Strīkāmā vai gandharvāḥ. Spirit-possession, women, and initiation in Vedic India


  • Per-Johan Norelius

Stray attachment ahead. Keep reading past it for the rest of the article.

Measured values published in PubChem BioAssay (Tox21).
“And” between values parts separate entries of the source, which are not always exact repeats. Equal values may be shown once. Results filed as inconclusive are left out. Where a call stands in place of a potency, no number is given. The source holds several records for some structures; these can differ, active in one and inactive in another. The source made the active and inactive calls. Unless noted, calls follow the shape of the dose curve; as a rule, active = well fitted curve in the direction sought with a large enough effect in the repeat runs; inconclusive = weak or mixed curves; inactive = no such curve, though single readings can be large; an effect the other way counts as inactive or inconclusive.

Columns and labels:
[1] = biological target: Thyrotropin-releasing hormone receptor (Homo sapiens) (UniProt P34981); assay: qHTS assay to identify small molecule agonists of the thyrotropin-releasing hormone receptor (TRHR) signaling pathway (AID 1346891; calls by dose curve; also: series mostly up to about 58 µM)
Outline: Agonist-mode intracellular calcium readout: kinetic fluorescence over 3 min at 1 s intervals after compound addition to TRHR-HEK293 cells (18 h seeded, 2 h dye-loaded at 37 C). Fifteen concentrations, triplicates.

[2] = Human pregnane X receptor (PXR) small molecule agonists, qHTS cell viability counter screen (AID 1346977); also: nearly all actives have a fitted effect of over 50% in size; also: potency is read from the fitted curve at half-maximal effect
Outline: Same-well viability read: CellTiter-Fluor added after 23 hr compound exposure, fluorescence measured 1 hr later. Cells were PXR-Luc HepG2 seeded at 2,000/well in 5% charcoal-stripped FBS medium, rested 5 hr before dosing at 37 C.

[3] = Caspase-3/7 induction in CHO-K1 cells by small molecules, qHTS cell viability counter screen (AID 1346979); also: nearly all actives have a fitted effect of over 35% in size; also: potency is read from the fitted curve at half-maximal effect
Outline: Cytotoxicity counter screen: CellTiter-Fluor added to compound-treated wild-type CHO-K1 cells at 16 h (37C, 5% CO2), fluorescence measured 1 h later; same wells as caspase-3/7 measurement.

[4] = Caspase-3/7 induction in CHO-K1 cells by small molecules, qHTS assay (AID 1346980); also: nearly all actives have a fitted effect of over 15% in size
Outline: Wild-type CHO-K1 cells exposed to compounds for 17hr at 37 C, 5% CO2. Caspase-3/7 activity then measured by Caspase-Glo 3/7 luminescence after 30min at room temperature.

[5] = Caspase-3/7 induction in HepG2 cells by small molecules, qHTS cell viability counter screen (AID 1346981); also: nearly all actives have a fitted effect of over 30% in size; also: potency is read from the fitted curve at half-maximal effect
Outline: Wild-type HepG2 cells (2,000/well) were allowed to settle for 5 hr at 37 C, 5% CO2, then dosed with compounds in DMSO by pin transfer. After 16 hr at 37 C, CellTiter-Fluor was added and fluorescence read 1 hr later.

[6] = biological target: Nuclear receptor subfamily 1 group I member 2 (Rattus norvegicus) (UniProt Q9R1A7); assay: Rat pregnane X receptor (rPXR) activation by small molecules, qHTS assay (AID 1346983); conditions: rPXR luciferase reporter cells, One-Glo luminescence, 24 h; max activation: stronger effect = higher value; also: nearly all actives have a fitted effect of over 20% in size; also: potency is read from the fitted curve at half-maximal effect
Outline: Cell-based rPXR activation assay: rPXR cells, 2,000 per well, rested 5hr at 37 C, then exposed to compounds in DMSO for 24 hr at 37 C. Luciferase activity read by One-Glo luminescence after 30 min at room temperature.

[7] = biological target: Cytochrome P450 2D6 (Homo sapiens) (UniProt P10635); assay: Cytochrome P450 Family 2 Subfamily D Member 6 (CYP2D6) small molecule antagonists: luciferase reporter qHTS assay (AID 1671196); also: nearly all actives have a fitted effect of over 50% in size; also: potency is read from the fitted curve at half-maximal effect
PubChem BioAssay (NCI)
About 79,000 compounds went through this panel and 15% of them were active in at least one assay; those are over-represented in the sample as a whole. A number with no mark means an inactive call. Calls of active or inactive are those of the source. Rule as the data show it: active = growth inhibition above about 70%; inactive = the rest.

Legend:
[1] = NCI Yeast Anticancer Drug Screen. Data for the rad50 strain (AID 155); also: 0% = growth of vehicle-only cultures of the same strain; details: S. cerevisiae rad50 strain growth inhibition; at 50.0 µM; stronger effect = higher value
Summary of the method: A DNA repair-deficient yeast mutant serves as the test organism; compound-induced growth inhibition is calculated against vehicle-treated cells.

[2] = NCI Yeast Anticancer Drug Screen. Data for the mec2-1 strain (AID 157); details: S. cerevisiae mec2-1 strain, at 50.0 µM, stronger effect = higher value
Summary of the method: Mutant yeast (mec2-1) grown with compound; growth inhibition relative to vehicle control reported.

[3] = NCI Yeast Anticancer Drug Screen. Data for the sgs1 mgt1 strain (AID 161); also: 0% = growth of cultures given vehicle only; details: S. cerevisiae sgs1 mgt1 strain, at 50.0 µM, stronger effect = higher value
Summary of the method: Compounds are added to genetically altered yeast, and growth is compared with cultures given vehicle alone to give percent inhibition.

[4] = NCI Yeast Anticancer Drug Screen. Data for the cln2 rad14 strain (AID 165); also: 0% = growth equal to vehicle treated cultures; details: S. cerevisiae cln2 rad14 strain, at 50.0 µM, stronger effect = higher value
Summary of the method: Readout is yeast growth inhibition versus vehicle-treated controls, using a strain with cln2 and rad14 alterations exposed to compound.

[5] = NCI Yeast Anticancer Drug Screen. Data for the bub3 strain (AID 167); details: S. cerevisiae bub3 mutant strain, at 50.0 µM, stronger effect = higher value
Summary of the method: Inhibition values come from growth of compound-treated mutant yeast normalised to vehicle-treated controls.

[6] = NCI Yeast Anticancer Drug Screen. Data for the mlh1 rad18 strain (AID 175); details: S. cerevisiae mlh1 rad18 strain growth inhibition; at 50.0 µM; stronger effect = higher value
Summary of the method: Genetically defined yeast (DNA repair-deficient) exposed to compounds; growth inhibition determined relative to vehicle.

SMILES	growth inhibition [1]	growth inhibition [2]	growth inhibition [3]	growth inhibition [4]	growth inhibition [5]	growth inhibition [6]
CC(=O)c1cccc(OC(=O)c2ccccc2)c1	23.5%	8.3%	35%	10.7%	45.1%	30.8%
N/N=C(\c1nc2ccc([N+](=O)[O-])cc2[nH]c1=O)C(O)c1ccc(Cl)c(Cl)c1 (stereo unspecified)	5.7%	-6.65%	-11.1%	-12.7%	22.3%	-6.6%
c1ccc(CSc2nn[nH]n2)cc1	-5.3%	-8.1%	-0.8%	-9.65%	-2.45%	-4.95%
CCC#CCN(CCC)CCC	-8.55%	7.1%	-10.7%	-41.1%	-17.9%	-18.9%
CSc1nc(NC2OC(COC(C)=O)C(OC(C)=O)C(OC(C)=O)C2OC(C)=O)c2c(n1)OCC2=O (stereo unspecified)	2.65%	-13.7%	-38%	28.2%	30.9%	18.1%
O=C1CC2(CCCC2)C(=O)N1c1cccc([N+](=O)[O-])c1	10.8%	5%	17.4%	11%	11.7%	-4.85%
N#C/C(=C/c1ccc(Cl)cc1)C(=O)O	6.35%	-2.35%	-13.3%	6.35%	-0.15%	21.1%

The nature of the Vedic gandharvas, and their female counterparts, the apsarases, has been the subject of much controversy. While often appearing in Vedic texts as a spirit of procreation, opinions have differed as to whether the pali gandhabba-, mentioned in the Buddhist Nikāyas as a being whose presence is necessary for the conception of a human being, should be understood in this light, or (following Buddhist commentarial tradition) as a disembodied soul entering the womb in order to reincarnate. The present study, opting for the first alternative, will explore the older, Vedic gandharva’s nature not only as a genius of fertility and procreation, responsible for conception as well as miscarriage, but also as a lusty, potentially harmful spirit with a taste for mortal women – even married ones. The gandharva’s (in post-RV texts usually in plural) desire for women sometimes expresses itself in his taking possession of mortal females; thus explaining text-passages where gandharvas are said to cause mental illness. This possession could however have positive aspects, as the